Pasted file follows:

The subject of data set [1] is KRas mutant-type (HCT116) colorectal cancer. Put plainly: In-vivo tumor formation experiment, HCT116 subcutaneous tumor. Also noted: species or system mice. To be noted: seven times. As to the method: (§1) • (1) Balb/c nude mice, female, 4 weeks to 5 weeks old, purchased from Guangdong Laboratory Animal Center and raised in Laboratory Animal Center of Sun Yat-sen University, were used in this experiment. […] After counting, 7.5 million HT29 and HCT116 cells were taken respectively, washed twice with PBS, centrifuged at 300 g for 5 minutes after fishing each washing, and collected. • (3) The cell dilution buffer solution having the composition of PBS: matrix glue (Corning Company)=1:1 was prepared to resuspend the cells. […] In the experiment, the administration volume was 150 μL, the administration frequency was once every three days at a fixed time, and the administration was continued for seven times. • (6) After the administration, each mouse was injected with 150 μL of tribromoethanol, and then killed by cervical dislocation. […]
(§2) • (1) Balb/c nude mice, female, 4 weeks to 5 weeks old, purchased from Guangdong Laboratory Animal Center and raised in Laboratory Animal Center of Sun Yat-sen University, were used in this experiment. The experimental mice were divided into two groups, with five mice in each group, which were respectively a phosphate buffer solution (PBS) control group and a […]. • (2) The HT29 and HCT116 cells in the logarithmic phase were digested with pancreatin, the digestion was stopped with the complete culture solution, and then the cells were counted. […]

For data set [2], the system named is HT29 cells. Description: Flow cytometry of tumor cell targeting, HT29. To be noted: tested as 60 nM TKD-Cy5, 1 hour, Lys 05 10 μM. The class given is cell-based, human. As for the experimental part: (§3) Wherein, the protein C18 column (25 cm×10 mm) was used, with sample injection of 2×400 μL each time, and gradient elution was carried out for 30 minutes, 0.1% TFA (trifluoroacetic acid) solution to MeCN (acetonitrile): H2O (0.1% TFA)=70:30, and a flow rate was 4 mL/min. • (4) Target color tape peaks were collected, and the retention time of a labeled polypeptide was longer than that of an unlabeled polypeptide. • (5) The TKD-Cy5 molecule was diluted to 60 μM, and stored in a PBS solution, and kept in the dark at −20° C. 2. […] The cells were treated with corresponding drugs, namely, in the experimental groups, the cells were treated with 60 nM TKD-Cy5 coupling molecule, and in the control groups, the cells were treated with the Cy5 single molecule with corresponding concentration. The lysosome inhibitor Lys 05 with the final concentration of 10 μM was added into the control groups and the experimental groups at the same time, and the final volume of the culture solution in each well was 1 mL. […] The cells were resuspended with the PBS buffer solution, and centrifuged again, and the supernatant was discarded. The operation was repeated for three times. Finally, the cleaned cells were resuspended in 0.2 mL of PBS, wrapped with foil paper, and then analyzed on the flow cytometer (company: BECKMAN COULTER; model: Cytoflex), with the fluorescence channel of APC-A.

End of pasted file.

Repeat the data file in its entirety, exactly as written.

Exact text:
The subject of data set [1] is KRas mutant-type (HCT116) colorectal cancer. Put plainly: In-vivo tumor formation experiment, HCT116 subcutaneous tumor. Also noted: species or system mice. To be noted: seven times. As to the method: (§1) • (1) Balb/c nude mice, female, 4 weeks to 5 weeks old, purchased from Guangdong Laboratory Animal Center and raised in Laboratory Animal Center of Sun Yat-sen University, were used in this experiment. […] After counting, 7.5 million HT29 and HCT116 cells were taken respectively, washed twice with PBS, centrifuged at 300 g for 5 minutes after fishing each washing, and collected. • (3) The cell dilution buffer solution having the composition of PBS: matrix glue (Corning Company)=1:1 was prepared to resuspend the cells. […] In the experiment, the administration volume was 150 μL, the administration frequency was once every three days at a fixed time, and the administration was continued for seven times. • (6) After the administration, each mouse was injected with 150 μL of tribromoethanol, and then killed by cervical dislocation. […]
(§2) • (1) Balb/c nude mice, female, 4 weeks to 5 weeks old, purchased from Guangdong Laboratory Animal Center and raised in Laboratory Animal Center of Sun Yat-sen University, were used in this experiment. The experimental mice were divided into two groups, with five mice in each group, which were respectively a phosphate buffer solution (PBS) control group and a […]. • (2) The HT29 and HCT116 cells in the logarithmic phase were digested with pancreatin, the digestion was stopped with the complete culture solution, and then the cells were counted. […]

For data set [2], the system named is HT29 cells. Description: Flow cytometry of tumor cell targeting, HT29. To be noted: tested as 60 nM TKD-Cy5, 1 hour, Lys 05 10 μM. The class given is cell-based, human. As for the experimental part: (§3) Wherein, the protein C18 column (25 cm×10 mm) was used, with sample injection of 2×400 μL each time, and gradient elution was carried out for 30 minutes, 0.1% TFA (trifluoroacetic acid) solution to MeCN (acetonitrile): H2O (0.1% TFA)=70:30, and a flow rate was 4 mL/min. • (4) Target color tape peaks were collected, and the retention time of a labeled polypeptide was longer than that of an unlabeled polypeptide. • (5) The TKD-Cy5 molecule was diluted to 60 μM, and stored in a PBS solution, and kept in the dark at −20° C. 2. […] The cells were treated with corresponding drugs, namely, in the experimental groups, the cells were treated with 60 nM TKD-Cy5 coupling molecule, and in the control groups, the cells were treated with the Cy5 single molecule with corresponding concentration. The lysosome inhibitor Lys 05 with the final concentration of 10 μM was added into the control groups and the experimental groups at the same time, and the final volume of the culture solution in each well was 1 mL. […] The cells were resuspended with the PBS buffer solution, and centrifuged again, and the supernatant was discarded. The operation was repeated for three times. Finally, the cleaned cells were resuspended in 0.2 mL of PBS, wrapped with foil paper, and then analyzed on the flow cytometer (company: BECKMAN COULTER; model: Cytoflex), with the fluorescence channel of APC-A.